Stockwell is one of the most deprived areas of London, so it’s not somewhere you readily associate with educational excellence and pioneering entrepreneurialism. But Greg Martin, director of the Durand Academy and the Durand Education Trust, has transformed a cavernous Victorian building off the Clapham Road into a self-financing, high-performing primary school. Now he’s converting an old mansion in West Sussex into a secondary boarding school so he can take his pupils, most of whom are from just two poverty-stricken estates in Stockwell, ‘from the cradle to a job’.
There has been a school on the London site since 1886, and Martin started working there in 1986, becoming headteacher of the primary school in 1988. After the Inner London Education Authority was abolished in 1990, he decided the school had to generate its own money, and some of the site’s unused space was used to build a swimming pool and football pitch. This self-reliant approach is fundamental to the school’s ethos: ‘One of the basic principles of our education here is captured in what we say to the kids: “Yes, there’s a safety net. But we want to teach you to look after yourselves.”’
The swimming pool and football pitch were made available to the paying public after school hours, and together they pulled in around £40,000 per year. Martin recognised the potential for scalability in that model, and with new offices, accommodation and a sports centre, the site now brings in £350-400,000 a year.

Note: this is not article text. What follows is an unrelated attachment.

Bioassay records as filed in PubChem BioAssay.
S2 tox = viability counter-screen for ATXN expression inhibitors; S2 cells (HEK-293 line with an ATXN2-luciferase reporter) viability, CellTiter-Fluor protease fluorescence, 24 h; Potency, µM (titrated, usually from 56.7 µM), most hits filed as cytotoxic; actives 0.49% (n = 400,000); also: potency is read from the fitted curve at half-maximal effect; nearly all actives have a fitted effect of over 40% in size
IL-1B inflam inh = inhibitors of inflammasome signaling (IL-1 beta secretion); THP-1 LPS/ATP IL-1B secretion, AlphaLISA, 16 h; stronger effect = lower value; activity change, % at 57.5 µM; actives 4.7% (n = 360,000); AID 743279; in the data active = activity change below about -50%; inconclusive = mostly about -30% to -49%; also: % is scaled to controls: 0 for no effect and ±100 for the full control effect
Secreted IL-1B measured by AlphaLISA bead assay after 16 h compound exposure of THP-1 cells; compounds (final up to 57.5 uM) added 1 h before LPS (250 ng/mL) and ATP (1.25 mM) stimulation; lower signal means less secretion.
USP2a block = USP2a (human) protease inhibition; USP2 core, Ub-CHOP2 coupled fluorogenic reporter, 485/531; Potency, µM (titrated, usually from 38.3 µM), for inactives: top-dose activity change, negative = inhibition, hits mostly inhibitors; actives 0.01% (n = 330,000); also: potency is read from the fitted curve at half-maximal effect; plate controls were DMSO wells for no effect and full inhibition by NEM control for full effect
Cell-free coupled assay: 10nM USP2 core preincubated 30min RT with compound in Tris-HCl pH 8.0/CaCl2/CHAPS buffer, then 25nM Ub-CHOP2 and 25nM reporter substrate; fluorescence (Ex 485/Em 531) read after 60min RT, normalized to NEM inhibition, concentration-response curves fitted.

But the problem with giving Stockwell’s children an exceptionally good primary education is that it’s not continued by the state secondary schools in the area. In 2011, 57 per cent of Durand’s eleven-year-olds achieved grades equivalent to the typical thirteen-year-old in maths, and 34 per cent in English. But children leaving the Academy at eleven, says Martin, ‘are failing, and their potential is being lost in the system’.
That’s why, in 2010, he set up the Durand Education Trust to finance a secondary education for his pupils. Progress has been rapid: a middle school opens in September and the West Sussex mansion will be a boarding school for 600 thirteen- to eighteen-year olds by September 2014. Pupils will get the support and benefits of a Durand education for their entire school lives — and their parents won’t have to pay a penny for it.
Spear’s readers can play a part in this remarkable project: ‘It is absolutely important that the people who have got the businesses, got the wealth, and who are going to grow wealthy in the future, tell us about the kind of workforce they need, and work with us. We are looking for a proper partnership — not just a case of people chucking loads of money at this project and feeling OK about themselves, but actually being able to say, “I made a difference.”’
How You Can Help
Entrepreneurs and business experts can give talks, encouraging students with advice on careers or becoming an entrepreneur.
Pupil sponsorship is an option: sponsored children write to their benefactor and invite them to school events, and the sponsor can act as a mentor if they choose. Sponsorship at the secondary boarding school is £19,000 for five years or £3,800 per year.